Eli Lilly's Alimta gains may cause Princeton pain

Eli Lilly's success with Alimta has been a boon for Princeton University, which holds a key patent on the drug compound. But because of the university's $524 million in licensing income from the cancer drug, residents of Princeton, NJ, have sued the city government and the school, challenging its tax-exempt status.

As Bloomberg reports, Princeton chemistry professor Edward Taylor invented a compound that eventually became Alimta, Lilly's ($LLY) lung cancer treatment. Princeton patented the invention, and as Alimta grew into a $2.5 billion blockbuster, the school collected that $524 million in licensing income.

It's what Princeton did with that money that has city residents riled. Over the years, the school spent a big chunk of money on a new chemistry building and dispensed $118 million in additional pay to faculty. The residents zeroed in on that spending in challenging the tax exemption under state law--and recently, Judge Vito Bianco refused to toss out the suit, clearing the way for an eventual trial.

"We don't give tax exemptions to universities so they can take profits and pay selected faculty," the residents' attorney, Bruce Afran, told the news service. "Some faculty are becoming fabulously wealthy, while taxpayers are paying more than they should. That is fundamentally unfair."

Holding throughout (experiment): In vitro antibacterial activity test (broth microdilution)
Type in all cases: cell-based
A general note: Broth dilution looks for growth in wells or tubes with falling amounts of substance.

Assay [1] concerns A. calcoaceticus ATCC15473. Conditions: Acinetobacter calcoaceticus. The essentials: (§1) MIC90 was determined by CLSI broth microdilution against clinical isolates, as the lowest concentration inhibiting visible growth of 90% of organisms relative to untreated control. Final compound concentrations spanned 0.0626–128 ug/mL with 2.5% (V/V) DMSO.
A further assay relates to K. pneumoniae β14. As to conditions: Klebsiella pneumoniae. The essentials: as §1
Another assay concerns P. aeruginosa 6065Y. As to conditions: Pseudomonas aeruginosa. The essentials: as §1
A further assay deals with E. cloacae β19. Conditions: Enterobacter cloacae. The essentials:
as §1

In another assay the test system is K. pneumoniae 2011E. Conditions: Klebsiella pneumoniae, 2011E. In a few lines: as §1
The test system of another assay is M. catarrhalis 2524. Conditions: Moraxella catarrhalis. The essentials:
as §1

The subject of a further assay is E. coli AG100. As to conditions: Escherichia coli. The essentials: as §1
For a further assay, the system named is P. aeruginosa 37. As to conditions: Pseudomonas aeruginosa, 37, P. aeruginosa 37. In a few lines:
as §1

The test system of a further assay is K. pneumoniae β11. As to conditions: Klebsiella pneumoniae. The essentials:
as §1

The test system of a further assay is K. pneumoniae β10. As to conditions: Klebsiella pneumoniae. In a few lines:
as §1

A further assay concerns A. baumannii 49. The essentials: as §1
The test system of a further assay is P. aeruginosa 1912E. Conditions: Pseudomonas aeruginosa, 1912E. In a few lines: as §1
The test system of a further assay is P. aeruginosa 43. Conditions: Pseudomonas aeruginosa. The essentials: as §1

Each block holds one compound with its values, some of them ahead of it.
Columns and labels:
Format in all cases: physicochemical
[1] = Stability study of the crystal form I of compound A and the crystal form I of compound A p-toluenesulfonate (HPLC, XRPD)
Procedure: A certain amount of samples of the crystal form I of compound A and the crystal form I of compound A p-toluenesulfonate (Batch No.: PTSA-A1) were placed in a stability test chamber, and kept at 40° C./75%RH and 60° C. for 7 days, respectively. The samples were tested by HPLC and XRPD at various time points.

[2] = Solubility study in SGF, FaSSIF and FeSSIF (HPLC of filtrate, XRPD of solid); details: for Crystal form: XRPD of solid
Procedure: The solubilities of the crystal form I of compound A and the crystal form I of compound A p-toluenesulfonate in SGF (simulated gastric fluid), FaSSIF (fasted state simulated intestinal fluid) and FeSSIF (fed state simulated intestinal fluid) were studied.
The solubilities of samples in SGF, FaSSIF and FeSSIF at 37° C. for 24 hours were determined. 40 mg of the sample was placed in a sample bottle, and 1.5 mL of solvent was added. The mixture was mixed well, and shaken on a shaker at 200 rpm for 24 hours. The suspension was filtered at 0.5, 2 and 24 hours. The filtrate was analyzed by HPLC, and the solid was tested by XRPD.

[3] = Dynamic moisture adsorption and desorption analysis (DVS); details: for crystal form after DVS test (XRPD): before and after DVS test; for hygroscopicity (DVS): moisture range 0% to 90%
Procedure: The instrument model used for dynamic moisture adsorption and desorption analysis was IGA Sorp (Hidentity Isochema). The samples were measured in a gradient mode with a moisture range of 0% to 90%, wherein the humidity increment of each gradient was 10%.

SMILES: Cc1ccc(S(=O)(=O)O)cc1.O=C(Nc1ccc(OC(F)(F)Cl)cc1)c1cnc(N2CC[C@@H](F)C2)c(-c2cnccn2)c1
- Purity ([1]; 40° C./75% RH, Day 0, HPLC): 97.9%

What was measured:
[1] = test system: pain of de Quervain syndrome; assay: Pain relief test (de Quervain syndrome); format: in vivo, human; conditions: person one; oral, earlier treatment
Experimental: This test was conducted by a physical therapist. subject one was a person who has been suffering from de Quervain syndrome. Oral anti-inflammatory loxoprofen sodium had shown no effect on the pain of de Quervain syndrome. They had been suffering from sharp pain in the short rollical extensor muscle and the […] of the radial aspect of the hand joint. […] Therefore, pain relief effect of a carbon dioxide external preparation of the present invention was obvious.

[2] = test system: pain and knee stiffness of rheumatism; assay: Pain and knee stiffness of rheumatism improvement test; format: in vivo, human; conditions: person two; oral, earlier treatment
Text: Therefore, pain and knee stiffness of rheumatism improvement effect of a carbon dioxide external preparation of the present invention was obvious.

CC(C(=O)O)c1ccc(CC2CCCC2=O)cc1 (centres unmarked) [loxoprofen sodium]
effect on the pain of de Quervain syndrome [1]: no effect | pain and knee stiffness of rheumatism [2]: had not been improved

Princeton says it's not operating for profit and that it's confident it will keep its tax exemption. As Bloomberg notes, the university owns some taxable properties and thus will pay about $10.2 million in municipal, school district, county and sewer taxes this year, making it the town's biggest taxpayer. If it lost its tax exemption locally, the school would have to make much bigger tax payments.

The scrap isn't a threat to Princeton alone. Universities increasingly rely on royalty income to fund research, and the pharma industry increasingly relies on--and partners with--academia on early-stage R&D. So, the Princeton case could have a ripple effect across the country, Judge Bianco said. "There's a lot riding on this," he said (as quoted by Bloomberg). "It's not just for this university or for every university in the country, but for nonprofits as a whole."

- read the Bloomberg story

Special Reports: Alimta - Top 20 Orphan Drugs by 2018 | Alimta - Top 10 Best-Selling Cancer Drugs | 20 Major Pharma-Academic Alliances in 2012